In this section, we shall learn how we can reconfigure fontinst to obtain fonts customized for our typographic needs: with accented letters, slanted letters, colored letters, special ligatures, letterspacing, special behavior, etc. First, however, we must study the mechanism by which fontinst describes a virtual font and then apply it to a number of interesting examples.
Here is the philosophy of fontinst:
To produce a virtual font, we need a font encoding and a set of glyphs. The encoding is describen in an ETX file (extension .etx); the glyphs are described in a set of MTX files (extension .mtx).
Each \setslot entry in an encoding file is associated with a number (the position of the glyph in the encoding) and contains a glyph's name. In an entry in an encoding file, we can also provide other information:
Any ligatures (\ligature) whose sequences begin with the glyph in question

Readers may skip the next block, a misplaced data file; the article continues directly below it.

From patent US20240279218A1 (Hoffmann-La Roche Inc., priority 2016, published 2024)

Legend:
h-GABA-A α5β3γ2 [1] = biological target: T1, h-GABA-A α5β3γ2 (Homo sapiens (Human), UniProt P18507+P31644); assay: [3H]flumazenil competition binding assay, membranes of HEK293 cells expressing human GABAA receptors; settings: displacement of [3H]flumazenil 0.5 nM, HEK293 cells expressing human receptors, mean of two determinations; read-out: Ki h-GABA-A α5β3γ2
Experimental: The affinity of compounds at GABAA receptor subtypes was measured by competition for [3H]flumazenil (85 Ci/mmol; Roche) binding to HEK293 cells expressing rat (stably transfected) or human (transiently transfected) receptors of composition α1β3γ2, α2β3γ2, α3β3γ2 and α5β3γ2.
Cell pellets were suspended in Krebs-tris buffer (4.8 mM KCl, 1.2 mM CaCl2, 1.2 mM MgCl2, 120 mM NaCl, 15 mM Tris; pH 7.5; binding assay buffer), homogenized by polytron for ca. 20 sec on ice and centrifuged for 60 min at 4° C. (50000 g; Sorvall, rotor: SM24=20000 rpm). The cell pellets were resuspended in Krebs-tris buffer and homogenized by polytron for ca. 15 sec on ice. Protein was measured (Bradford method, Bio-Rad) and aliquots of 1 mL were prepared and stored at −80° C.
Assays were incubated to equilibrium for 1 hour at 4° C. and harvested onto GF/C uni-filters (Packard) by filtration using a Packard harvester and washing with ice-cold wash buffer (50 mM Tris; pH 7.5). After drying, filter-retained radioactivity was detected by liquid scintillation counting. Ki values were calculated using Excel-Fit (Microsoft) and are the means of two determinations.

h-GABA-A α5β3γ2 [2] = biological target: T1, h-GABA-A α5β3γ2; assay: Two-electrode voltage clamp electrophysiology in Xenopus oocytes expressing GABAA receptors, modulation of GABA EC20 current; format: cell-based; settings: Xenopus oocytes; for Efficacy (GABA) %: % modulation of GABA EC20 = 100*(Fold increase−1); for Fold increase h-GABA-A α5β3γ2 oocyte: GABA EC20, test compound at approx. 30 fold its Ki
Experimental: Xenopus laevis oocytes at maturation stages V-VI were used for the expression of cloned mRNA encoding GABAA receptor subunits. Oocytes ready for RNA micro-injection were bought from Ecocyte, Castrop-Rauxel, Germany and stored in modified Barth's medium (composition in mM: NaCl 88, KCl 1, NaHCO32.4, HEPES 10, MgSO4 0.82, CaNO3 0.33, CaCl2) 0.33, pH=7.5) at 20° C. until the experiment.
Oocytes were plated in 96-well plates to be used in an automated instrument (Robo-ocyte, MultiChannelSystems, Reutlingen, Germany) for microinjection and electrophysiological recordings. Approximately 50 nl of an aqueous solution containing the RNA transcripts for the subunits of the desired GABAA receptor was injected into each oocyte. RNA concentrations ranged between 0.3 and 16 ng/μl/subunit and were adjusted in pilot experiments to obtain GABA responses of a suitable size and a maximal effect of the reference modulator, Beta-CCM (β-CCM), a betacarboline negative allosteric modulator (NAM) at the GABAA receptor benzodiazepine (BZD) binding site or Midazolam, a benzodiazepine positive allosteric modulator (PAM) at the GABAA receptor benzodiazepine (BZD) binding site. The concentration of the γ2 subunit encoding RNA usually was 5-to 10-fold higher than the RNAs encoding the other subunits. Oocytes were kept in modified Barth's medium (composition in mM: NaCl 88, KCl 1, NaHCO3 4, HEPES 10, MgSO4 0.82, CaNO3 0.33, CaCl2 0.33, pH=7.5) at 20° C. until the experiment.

The fact that the glyph is part of a sequence of substitutions, as in mathematical fonts, or a set of large mathematical delimiters (see Appendix B.1.4, where we describe these gadgets)
A glyph must be defined by a \setglyph instruction. It may later be redefined (\resetglyph).
The behavior of a glyph with respect to kerning may be similar to that of another glyph; for instance, 'é' kerns in the same way as 'e'. This fact is established through the instructions \setleftrightkerning, \setleftkerning, and \setrightkerning ...